Monday, September 23, 2013

Making New Friends

Making new friends
It was easy in kindergarten – all you had to do was save someone a seat in class and you had a BFF. How do you reach out to make new connections as an adult?
Having friends is not the sole preserve of confident people who collect connections like postage stamps. Everyone is looking for something different in a friendship, so simply being your friendly, loving self is the first step. Secondly, you need to get out of the house and amongst people regularly. A tried-and-true strategy is take up an activity that you are passionate about. That way, you not only learn new things, but you connect with people that you have something in common with, which is a grand starting point for a friendship. If you have ever toyed with the idea of yoga, life drawing, or glass-making, now is the time to enrol in a class.
Be open to opportunity
Woody Allen said it best: “Eighty percent of success is just showing up.” This is absolutely the case when it comes to making new friends. Whenever you have the chance to mix with other people, go. Accept all invitations, and just show up. Don’t worry about sticking your neck out and issuing an invitation, either. A simple “I’m new in town and would love someone to show me a good cafe,” should suffice. If they say no, just try again with someone else. Hanging out with someone who isn’t shy can also help. Japanese researchers found that students entering university who were paired with a ‘surrogate’ – their word for a confident person with many established friends – were far more likely to have a group of friends of their own at the end of the six-month association.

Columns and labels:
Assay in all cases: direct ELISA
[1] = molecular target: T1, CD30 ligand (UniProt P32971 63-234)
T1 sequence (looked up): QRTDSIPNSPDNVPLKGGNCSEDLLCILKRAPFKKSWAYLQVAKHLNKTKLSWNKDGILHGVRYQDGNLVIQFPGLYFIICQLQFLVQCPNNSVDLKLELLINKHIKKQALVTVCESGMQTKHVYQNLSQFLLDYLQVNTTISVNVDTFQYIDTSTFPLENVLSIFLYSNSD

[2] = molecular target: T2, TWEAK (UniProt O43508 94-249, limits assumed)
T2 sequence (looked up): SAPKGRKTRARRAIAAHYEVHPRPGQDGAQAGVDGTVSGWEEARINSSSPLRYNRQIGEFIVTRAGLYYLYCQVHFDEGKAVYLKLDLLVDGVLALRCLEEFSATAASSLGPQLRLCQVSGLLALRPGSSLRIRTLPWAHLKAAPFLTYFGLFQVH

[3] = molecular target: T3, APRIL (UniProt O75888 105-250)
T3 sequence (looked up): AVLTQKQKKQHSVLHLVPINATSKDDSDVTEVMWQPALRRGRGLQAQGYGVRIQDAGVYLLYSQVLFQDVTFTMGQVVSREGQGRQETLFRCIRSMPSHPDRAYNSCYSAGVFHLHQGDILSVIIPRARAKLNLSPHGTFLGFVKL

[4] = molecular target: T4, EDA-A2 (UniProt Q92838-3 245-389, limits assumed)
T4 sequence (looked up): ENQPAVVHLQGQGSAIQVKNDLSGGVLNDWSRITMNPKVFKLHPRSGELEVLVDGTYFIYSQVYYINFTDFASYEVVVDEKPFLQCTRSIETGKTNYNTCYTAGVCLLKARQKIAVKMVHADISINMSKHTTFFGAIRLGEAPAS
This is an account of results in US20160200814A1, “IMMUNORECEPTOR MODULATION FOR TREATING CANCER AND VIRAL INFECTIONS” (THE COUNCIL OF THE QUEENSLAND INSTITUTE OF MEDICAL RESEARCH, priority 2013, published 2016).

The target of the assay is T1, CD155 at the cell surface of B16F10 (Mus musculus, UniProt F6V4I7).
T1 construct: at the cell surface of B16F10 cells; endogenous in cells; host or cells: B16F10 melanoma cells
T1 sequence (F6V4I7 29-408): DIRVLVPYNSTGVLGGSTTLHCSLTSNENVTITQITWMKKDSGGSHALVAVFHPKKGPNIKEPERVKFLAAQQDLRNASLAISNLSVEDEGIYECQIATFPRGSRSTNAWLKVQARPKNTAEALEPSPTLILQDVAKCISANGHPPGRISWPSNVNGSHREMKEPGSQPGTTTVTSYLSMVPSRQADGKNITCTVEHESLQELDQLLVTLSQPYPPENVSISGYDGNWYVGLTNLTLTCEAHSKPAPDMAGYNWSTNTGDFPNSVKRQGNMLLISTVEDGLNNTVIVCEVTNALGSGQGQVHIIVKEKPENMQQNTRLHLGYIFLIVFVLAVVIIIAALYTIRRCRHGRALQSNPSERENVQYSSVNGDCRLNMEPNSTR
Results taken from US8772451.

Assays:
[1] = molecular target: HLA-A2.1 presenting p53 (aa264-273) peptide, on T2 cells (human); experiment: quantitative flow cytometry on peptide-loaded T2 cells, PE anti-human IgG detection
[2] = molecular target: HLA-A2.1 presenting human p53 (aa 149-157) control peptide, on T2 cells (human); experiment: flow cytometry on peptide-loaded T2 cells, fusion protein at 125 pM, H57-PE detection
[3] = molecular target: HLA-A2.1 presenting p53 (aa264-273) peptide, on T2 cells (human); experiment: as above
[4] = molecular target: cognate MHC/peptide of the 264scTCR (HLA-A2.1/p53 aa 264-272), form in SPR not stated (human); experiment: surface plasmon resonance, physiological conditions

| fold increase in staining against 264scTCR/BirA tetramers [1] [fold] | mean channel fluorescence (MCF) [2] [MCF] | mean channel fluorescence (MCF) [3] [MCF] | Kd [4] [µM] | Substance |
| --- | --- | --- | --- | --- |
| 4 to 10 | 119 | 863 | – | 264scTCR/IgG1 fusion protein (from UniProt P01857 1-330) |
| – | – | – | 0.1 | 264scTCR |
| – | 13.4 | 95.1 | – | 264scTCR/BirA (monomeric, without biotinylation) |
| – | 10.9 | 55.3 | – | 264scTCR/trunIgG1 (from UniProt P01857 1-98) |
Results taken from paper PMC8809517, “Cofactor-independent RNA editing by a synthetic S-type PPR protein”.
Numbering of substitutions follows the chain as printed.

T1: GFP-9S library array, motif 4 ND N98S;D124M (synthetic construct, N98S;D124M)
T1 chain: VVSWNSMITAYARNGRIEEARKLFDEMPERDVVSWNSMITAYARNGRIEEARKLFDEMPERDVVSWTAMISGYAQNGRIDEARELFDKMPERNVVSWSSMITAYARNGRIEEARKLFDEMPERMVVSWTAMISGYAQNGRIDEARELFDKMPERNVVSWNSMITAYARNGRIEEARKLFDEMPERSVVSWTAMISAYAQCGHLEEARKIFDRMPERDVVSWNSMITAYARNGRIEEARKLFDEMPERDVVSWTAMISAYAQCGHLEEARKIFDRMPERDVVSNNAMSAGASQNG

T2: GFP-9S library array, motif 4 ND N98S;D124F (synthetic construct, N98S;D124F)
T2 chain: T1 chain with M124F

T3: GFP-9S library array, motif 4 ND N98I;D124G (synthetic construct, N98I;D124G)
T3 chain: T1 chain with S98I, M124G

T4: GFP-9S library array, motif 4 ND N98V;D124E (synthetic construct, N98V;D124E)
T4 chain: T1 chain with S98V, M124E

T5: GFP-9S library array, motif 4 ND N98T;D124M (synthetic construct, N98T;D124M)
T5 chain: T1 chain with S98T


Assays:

Be conscious of the messages you send. If you walk around avoiding eye contact, you’re sending a strong signal that you want to be left alone. If, however, you smile and say hello to strangers, you’re letting people know you are open to connecting. Eating out alone makes you more visible, and lets you feel as though you are beginning to be part of a community. Don’t be self-conscious – find a nice café, and just hang out. A book or newspaper gives both you and passers-by an opportunity to comment. Another tip is to pay compliments. If someone does engage in a chat, thank them and tell them why it’s made your day. It doesn’t just make them feel good – research shows that giving someone a compliment releases endorphins that increase feelings of trust and happiness in both the giver and the recipient.
We humans are social creatures who need to connect – we are not wired to live in total isolation. Ancient philosophers and modern scientists agree: strong social ties are the key to happiness. Studies prove that people with five or more friends are happier than those with fewer friends, plus they are less likely to get sick. One long-term study even found that the strength of a person’s social network was a stronger indicator of their lifespan than their physical state of health.

Source : Nature and Health



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